Something about a campfire, in Arches National Park


Campfire in Arches National Park, by John Dale

Photographer John Dale wrote: “We rolled in to Arches National Park to a beautiful sunset and got to our campsite just as it got dark, but that left us with a clear sky, plenty of stars, and a fire to warm up next to. Here’s a photo from the timelapse I took that night.”

From a photographer named John Dale, via Arches National Park’s Facebook page.

More:

Map of Arches National Park, Utah, United Stat...

Map of Arches National Park, Utah, United States showing predominant features such as arches, peaks, rivers and streams, mines, and roads. (Photo credit: Wikipedia)

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7 Responses to Something about a campfire, in Arches National Park

  1. […] Millard Fillmore’s Bathtub: Something About A Campfire In Arches National Park […]

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  2. Ed Darrell says:

    I never was a Scoutmaster — Cubmaster once, but not Scoutmaster. Those guys have a lot more patience than I do.

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  3. […] ++ Something about a campfire, in Arches National Park […]

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  4. Jude says:

    Your response reveals why you were probably an amazing scoutmaster, which I accept in spite of the fact that we could never agree on campfires. I haven’t group camped that much, although at one cub scout camp my sons were proud of me because ours was the only dry tent after a downpour (and I was the only single mother). When my sons and I went camping when they were kids, the camaraderie took place in the tent, where we read and told stories and sang. A vegetarian doesn’t need a campfire for cooking. :)

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  5. Ed Darrell says:

    Jude, I think campfires are learning and social occasions. I’m not one for unnecessary campfires, and I share completely your dislike of lugging wood to an isolated spot to burn it. The demise of the Yosemite NP “firefall” is not to be lamented much (we have photos; there are more spectacular natural “firefalls” in Yosemite, not to mention parks with active volcanoes).

    But, still, there is something about a campfire.

    First, kids like to “play” with fire, poke sticks in, shuffle the coals, see what it takes to get a particular kind of stick to burn. These curiosities deserve to be explored, I think, especially in the relative safety of a campfire built in a safe fire pit with due concern given to local fire hazards (we’ve been under an open fire burn at the Scout camp three miles from here for most of the last decade). My experience is that boy or girl who has been put in charge of getting the coals ready from wood — not charcoal, which is a different teaching moment — and who has witnessed fires do things they did not expect, and who has felt the warmer glow of the coals suitable for Dutch oven wizardry, and who has mastered the art of golden marshmallows in a true, self-made s’more, is a kid who will not play with fire in hazardous conditions. We’re coming on the season where we start to see house fires started by kids old enough to know better, but who don’t, by playing with fires, or just candles; we come on the season where whole families are made ill, or killed, by unsafe use of charcoal in keeping an apartment or house warm. Rarely will you see that happen in a household where people are experienced at camping, and experienced in firebuilding and fire care.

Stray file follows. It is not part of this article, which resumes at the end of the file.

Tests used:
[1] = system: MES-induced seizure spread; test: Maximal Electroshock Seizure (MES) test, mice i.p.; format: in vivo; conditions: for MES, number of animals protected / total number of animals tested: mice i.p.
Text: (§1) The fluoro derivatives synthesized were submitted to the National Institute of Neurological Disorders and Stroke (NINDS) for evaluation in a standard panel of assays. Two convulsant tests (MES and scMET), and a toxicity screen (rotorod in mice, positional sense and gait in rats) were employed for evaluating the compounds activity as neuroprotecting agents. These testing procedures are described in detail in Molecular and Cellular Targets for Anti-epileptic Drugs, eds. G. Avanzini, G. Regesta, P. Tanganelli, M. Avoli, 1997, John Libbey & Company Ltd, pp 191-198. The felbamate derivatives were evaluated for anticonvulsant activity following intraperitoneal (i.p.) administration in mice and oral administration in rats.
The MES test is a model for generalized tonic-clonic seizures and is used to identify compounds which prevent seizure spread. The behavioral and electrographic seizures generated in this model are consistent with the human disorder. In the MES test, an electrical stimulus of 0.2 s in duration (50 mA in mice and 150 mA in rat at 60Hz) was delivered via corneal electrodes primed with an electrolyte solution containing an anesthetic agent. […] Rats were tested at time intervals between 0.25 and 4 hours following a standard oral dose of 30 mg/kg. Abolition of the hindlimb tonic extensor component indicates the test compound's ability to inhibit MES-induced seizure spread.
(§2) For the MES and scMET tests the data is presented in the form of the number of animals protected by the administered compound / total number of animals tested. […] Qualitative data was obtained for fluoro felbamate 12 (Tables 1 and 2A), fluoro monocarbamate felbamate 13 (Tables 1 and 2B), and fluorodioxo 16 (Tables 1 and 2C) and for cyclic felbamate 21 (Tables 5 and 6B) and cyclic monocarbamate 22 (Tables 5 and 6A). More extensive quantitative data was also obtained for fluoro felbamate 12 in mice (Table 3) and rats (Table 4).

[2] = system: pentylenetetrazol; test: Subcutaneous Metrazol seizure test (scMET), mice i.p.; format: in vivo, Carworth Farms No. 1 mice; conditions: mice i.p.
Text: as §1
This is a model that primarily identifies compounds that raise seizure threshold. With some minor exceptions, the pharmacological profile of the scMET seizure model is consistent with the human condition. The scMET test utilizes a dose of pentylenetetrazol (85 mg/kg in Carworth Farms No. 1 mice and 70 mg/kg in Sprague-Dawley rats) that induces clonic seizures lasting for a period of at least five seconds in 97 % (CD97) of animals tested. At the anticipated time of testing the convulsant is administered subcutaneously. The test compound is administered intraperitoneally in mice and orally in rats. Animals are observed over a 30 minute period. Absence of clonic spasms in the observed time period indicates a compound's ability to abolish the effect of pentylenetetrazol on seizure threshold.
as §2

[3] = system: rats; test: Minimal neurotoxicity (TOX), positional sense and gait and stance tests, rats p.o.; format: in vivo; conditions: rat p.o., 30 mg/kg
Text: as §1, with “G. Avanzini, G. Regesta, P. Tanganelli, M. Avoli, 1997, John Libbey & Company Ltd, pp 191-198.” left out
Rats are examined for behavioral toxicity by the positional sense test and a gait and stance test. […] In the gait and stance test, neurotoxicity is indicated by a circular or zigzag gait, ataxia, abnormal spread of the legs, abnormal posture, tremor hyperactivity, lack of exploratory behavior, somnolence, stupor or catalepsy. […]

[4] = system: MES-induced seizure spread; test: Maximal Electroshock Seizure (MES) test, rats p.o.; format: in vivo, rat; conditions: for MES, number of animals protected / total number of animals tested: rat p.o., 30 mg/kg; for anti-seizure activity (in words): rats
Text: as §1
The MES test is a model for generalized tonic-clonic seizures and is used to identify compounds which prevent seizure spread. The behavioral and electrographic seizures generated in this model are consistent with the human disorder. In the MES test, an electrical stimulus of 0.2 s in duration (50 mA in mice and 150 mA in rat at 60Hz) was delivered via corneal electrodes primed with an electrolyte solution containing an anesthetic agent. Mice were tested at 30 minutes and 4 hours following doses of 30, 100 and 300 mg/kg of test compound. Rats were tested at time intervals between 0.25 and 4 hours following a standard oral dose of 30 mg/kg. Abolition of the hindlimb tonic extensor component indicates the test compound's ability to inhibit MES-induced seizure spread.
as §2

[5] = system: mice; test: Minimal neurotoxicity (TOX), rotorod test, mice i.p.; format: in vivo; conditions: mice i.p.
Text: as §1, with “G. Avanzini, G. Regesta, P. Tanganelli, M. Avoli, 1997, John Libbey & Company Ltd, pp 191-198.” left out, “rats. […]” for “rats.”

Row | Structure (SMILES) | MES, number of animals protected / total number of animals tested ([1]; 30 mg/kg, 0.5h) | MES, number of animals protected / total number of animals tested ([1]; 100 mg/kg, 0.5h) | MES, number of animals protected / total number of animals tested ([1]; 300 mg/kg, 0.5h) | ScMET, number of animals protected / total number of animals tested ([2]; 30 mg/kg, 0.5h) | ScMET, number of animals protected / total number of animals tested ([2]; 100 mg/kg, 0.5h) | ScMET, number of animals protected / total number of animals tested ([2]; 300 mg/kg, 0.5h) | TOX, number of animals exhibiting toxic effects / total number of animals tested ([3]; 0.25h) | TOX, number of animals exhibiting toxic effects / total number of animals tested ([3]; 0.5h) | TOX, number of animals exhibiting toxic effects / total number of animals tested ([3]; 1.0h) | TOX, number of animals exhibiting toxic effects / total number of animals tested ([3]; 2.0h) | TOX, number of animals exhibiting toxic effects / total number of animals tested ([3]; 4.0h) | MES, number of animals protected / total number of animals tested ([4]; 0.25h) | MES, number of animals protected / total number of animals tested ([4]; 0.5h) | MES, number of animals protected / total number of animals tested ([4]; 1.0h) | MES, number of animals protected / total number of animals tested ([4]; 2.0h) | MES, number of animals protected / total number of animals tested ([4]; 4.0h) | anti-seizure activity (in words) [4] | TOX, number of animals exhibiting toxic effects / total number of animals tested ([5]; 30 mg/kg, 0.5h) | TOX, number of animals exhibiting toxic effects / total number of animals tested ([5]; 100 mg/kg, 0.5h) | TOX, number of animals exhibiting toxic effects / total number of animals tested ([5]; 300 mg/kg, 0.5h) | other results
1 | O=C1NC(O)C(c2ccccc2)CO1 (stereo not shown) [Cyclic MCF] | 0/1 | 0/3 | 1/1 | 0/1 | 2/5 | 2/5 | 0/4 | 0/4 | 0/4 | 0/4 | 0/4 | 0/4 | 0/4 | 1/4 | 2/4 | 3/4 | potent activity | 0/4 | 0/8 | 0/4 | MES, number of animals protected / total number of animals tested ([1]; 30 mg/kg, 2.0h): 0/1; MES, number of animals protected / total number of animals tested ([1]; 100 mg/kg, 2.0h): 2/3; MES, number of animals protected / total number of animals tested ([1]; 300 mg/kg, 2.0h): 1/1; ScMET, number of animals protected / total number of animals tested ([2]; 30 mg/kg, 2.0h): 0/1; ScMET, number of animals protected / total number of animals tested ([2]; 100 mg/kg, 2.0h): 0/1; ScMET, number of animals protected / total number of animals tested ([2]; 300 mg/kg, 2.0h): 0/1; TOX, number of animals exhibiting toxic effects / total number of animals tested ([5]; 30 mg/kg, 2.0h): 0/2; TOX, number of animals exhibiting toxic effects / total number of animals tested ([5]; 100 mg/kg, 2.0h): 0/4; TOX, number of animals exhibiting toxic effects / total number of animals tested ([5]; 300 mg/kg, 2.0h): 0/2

You don’t need to sit under Delicate Arch with a bonfire to learn that — and if you know fire safety and good use of fire, Delicate Arch is among the last places on Earth you’d ever put a fire.

    Second, a campfire is, above all else, a social gathering, done right. It’s a meeting place for generations, it’s a meeting place for friends, it’s a meeting place where strangers become friends, where enemies can become friends. S’mores, again. And hotdogs — every kid should have the experience of trying to heat a hotdog on a stick; I think every kid should lose a hotdog in a fire, at least once.